Ahoy folks! I’m fydo and apparently zakk wants me to write some stuff on this silly blog. I like to hang out in the indie games / opensource games crowd, so I’ll try to share any interesting tidbits I pick up on. Meow?
For instance, I might mention that this weekend there is a weekend sale going on at Steam, featuring 5 pretty awesome indie games. These games are:
- Gravitron 2
- Trials 2
I personally know the developer of Gravitron 2 and he’s a great guy too.
So I’ll talk a little bit about Gravitron 2. It’s got a really retro look and feel to it, tight controls and a difficulty ramp that reminds me of the NES days. There are over 40 levels in the original game and the game author just recently released a map pack which adds even more. There is another update in the works involving the map editor, but I probably shouldn’t reveal too much about that. Suffice to say, Gravitron 2 is more than worth the $5, and within this indie pack, it’s a steal! (figuratively speaking, of course)
I’d love to hear your opinions about any of these games in the comments, so flame away, dear readers.
(Note that I’ll try to avoid turning my posts into advertisements in the future. Hardy har.)
“I do not approve of your method of handling this situation, good sir”*. Really, can you read that CAPTCHA? Because I can’t. Maybe it is because I’m red-green color blind. Maybe it is because you guys are a bunch of horse’s asses who don’t have a forum for second sight which is why I’m searching to see if any of your Top Men are working on it, on the forum. Whatever the reason, that captcha is unreadable no matter how many times I click refresh. So, “I do not approve of your method of handling this situation, good sir”*, Valve. Really. When I say “I do not approve of your method of handling this situation, good sir”* what I meant is “I do not approve of your method of handling this situation, good sir”* with your “I do not approve of your method of handling this situation, good sir”* and your “I do not approve of your method of handling this situation, good sir”*. If that isn’t making it clear, when a significant percentage of the teenage boys that play your games have this color deficiency, then “I do not approve of your method of handling this situation, good sir”* with whomever, but mostly just your mom.
Also, as a point of how much I am worth to you as a customer, here is that total.
*All references to swearing, sexual deviation, or other such inappropriate language have been replaced with the phrase “I do not approve of your method of handling this situation, good sir.” at the behest of the ESRB. Please click the following age-gate to unlock the swear-filter:
A lot of people like myself miss the old days. Let us then reminisce, and also blow the crap out of our enemies.
To get started, you’ll need some kind of joystick. I use Logitech joysticks because I like the twisting functionality on the stick itself for adjusting yaw on helicopters and jets in games like Battlefield 2 and sometimes roll in space sims like Freespace 2.
The two Logitech sticks I have are the Force 3D Pro and the Extreme 3D Pro. Names are kind of goofy, but they get the job done with the features i like and a reasonable price. Unfortunately, some games don’t support the force feedback. However, that can been taken as an advantage seeing as how the version without the Force Feedback costs half as much.
If you’re really cheap, you might even find an older USB stick at goodwill. I found an older USB Microsoft SideWinder there that I haven’t even tried yet. Adapters probably exist to go from gameport to USB, but I doubt they would work for joysticks unless such a product is designed specifically for them. Older gameport joysticks often required special software, unfortunately.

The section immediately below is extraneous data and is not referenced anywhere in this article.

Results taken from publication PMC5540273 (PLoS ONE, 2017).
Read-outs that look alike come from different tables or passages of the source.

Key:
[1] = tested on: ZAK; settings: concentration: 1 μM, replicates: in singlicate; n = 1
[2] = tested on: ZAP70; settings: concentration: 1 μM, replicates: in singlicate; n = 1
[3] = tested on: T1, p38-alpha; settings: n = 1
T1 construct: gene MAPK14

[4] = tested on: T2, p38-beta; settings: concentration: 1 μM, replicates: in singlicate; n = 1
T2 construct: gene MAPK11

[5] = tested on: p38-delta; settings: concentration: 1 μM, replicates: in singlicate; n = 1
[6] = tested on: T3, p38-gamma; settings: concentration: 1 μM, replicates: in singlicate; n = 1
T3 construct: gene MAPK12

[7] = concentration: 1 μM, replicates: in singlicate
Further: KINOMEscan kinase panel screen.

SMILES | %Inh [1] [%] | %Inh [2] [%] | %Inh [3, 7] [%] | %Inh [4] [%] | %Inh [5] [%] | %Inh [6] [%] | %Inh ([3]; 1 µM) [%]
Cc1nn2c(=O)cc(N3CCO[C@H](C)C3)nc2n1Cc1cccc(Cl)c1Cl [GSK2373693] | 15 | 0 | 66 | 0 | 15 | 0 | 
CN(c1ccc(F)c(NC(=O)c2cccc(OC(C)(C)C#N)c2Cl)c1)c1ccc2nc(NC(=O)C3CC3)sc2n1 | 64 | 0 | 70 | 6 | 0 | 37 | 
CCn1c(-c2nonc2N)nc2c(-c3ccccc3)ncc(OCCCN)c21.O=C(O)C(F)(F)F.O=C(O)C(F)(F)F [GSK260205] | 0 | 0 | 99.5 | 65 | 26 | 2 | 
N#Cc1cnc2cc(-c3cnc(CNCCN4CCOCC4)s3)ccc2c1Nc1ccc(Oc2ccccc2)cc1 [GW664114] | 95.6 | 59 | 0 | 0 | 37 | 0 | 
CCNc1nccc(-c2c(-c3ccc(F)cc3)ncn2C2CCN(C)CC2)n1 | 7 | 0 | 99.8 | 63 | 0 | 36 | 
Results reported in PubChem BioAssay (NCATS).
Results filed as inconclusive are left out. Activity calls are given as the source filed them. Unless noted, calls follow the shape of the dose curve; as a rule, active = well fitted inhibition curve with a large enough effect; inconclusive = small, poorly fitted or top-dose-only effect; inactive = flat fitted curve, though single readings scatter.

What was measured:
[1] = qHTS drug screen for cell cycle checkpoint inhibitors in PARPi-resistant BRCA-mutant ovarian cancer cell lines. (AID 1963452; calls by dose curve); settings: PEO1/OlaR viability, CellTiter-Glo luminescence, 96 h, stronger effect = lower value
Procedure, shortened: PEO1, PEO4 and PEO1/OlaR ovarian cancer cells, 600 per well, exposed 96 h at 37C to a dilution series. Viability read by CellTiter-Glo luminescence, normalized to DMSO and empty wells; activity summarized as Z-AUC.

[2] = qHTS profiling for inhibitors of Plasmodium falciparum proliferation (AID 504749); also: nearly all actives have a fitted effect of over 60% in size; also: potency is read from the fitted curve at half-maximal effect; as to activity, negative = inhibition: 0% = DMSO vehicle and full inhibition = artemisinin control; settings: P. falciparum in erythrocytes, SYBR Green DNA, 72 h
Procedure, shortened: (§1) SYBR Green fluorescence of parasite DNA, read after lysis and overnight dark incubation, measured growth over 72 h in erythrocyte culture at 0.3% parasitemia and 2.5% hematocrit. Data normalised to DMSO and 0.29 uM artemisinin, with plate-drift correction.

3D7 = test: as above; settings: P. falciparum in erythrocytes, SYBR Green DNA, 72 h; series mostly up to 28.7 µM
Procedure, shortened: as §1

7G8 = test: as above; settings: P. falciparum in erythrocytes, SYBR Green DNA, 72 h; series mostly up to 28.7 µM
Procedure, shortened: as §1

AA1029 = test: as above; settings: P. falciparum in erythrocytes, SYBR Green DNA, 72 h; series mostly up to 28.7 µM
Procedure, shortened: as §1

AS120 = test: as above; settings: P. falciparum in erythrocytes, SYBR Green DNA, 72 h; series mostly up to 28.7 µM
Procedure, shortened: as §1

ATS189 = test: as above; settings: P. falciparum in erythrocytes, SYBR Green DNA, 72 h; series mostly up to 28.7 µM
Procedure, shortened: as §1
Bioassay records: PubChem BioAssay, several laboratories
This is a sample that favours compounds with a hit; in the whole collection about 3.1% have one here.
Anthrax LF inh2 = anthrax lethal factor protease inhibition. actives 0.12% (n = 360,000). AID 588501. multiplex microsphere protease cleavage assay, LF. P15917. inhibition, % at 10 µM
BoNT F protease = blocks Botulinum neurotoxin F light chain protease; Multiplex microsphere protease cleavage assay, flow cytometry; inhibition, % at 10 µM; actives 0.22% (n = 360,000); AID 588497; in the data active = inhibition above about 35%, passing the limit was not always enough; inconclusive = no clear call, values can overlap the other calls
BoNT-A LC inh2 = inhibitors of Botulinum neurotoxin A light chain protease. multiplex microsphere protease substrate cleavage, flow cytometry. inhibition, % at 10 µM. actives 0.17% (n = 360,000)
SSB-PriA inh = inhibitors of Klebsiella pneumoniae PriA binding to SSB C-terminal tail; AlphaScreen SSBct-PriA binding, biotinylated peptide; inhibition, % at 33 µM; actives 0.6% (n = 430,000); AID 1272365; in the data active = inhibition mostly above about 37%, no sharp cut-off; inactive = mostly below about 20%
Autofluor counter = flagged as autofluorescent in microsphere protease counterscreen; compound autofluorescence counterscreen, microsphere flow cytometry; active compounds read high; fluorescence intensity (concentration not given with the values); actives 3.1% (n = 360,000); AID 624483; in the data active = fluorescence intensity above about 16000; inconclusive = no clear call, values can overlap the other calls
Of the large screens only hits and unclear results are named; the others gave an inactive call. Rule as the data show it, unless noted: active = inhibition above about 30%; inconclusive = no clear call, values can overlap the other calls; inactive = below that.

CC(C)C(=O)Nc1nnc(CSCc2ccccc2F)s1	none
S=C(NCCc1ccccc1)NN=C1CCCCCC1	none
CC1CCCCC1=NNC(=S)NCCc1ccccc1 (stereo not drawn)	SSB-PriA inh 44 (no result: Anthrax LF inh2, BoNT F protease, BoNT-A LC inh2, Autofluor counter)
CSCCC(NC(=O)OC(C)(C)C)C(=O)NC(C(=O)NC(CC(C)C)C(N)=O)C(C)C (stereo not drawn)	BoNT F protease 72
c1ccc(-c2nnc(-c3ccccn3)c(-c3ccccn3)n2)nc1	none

In my next post I’ll talk about some of the games you can play with these sticks.
What do you think? Are there some sims you want to see covered? Or maybe some sticks that I didn’t mention? Let me know in the comments below.
3 On 3 NHL Arcade is the first PSN game I’ve tried where the demo version converts to the full version with just a token download. It is also fantastic with just a few minor nitpicks, and one big one.
- Minor: Your teams, while easily distinguishable, are just red/blue. So you can’t pick the Flyers and get their jerseys.
- Minor: Limited player selection, you can’t pick the Flyers and get their players.
- Giant Humongous Failure: No friend invites/searching for friend games
What were they thinking with the no friend invites! In order to play versus a friend I had to set the custom unranked game to play-to a certain number of goals so my buddy could find it when he searched for a custom game. I know the PSN isn’t the best in the world, but I’m sure that NHL 09 had some kind of system for inviting friends, right?
Despite all that, I heartily recommend NHL Arcade, it is a fun game with almost all of the complications removed. In the place of those complications remain the tight skill stick or button controls, and cartoon stylings to the characters along with power-ups.
After setting up an EU PSN account, I downloaded the Killzone 2 demo and here are my quick-take impressions as posted on my twitter feed:
- the killzone 2 menus are neat
- “Unass this thing” Really?
- yay, kz2 lets you remap controls so I can use my RealTriggersâ„¢
- I can’t make crouch a toggle, wtf?
- KZ2 graphics are beautiful.
- Acceleration on the view controls is a little weird, as is the fact that you can melee (rifle butt), or stick a knife into those pigs..
Finally, the gameplay is extremely similar to COD4:MW, this is not a bad thing. Right now I’m sure I buy the idea that the enemy AI is superior to that of the extreme dumbass AI in Gears 2. Though the Hellghast do seem to cycle through their routine faster, which is a nice change. It is also nice to see them attempting to flush me out with grenades instead of just vice-versa. Overall, an enjoyable demo, which ended with perhaps not the best slice of gameplay. I’m excited for the finished game later this month and will post a full review some time after the game is released then. Until then I will be content with the pile of games I haven’t finished yet and confused as to why on earth sony would push Resistence 2 over Killzone 2 last fall when KZ2 is arguably the superior game.